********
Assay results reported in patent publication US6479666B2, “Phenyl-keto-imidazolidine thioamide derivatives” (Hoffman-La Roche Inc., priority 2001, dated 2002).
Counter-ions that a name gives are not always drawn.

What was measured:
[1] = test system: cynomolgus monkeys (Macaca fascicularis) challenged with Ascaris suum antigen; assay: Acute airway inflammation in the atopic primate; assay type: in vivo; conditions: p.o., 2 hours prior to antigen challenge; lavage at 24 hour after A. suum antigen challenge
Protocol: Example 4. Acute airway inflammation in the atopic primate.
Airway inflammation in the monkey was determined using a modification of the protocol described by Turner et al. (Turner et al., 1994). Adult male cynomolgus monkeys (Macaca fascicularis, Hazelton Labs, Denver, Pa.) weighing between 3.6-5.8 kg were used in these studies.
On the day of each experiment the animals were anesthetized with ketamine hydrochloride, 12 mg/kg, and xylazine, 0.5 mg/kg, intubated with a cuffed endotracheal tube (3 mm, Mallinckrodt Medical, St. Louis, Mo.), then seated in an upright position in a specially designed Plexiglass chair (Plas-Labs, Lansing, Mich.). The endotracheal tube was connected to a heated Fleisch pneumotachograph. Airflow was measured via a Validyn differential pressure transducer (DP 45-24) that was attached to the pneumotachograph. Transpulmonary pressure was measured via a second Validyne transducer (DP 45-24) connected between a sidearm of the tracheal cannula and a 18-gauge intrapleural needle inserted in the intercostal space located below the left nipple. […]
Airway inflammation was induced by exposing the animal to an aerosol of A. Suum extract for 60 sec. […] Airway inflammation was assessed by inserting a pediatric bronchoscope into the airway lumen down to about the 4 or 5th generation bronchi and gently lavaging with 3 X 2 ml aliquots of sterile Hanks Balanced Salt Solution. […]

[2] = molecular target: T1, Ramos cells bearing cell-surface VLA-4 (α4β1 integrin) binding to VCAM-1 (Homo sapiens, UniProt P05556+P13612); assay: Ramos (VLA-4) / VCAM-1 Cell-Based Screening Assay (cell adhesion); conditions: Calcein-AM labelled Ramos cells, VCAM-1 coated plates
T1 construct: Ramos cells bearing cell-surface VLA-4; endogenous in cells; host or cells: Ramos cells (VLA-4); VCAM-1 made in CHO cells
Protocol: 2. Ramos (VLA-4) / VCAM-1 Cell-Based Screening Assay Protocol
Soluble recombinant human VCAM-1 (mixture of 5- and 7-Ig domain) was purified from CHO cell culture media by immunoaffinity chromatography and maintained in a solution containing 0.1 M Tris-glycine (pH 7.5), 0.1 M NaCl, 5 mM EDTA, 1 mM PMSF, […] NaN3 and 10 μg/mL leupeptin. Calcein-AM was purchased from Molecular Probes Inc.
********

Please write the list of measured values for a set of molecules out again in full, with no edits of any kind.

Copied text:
Assay results reported in patent publication US6479666B2, “Phenyl-keto-imidazolidine thioamide derivatives” (Hoffman-La Roche Inc., priority 2001, dated 2002).
Counter-ions that a name gives are not always drawn.

What was measured:
[1] = test system: cynomolgus monkeys (Macaca fascicularis) challenged with Ascaris suum antigen; assay: Acute airway inflammation in the atopic primate; assay type: in vivo; conditions: p.o., 2 hours prior to antigen challenge; lavage at 24 hour after A. suum antigen challenge
Protocol: Example 4. Acute airway inflammation in the atopic primate.
Airway inflammation in the monkey was determined using a modification of the protocol described by Turner et al. (Turner et al., 1994). Adult male cynomolgus monkeys (Macaca fascicularis, Hazelton Labs, Denver, Pa.) weighing between 3.6-5.8 kg were used in these studies.
On the day of each experiment the animals were anesthetized with ketamine hydrochloride, 12 mg/kg, and xylazine, 0.5 mg/kg, intubated with a cuffed endotracheal tube (3 mm, Mallinckrodt Medical, St. Louis, Mo.), then seated in an upright position in a specially designed Plexiglass chair (Plas-Labs, Lansing, Mich.). The endotracheal tube was connected to a heated Fleisch pneumotachograph. Airflow was measured via a Validyn differential pressure transducer (DP 45-24) that was attached to the pneumotachograph. Transpulmonary pressure was measured via a second Validyne transducer (DP 45-24) connected between a sidearm of the tracheal cannula and a 18-gauge intrapleural needle inserted in the intercostal space located below the left nipple. […]
Airway inflammation was induced by exposing the animal to an aerosol of A. Suum extract for 60 sec. […] Airway inflammation was assessed by inserting a pediatric bronchoscope into the airway lumen down to about the 4 or 5th generation bronchi and gently lavaging with 3 X 2 ml aliquots of sterile Hanks Balanced Salt Solution. […]

[2] = molecular target: T1, Ramos cells bearing cell-surface VLA-4 (α4β1 integrin) binding to VCAM-1 (Homo sapiens, UniProt P05556+P13612); assay: Ramos (VLA-4) / VCAM-1 Cell-Based Screening Assay (cell adhesion); conditions: Calcein-AM labelled Ramos cells, VCAM-1 coated plates
T1 construct: Ramos cells bearing cell-surface VLA-4; endogenous in cells; host or cells: Ramos cells (VLA-4); VCAM-1 made in CHO cells
Protocol: 2. Ramos (VLA-4) / VCAM-1 Cell-Based Screening Assay Protocol
Soluble recombinant human VCAM-1 (mixture of 5- and 7-Ig domain) was purified from CHO cell culture media by immunoaffinity chromatography and maintained in a solution containing 0.1 M Tris-glycine (pH 7.5), 0.1 M NaCl, 5 mM EDTA, 1 mM PMSF, […] NaN3 and 10 μg/mL leupeptin. Calcein-AM was purchased from Molecular Probes Inc.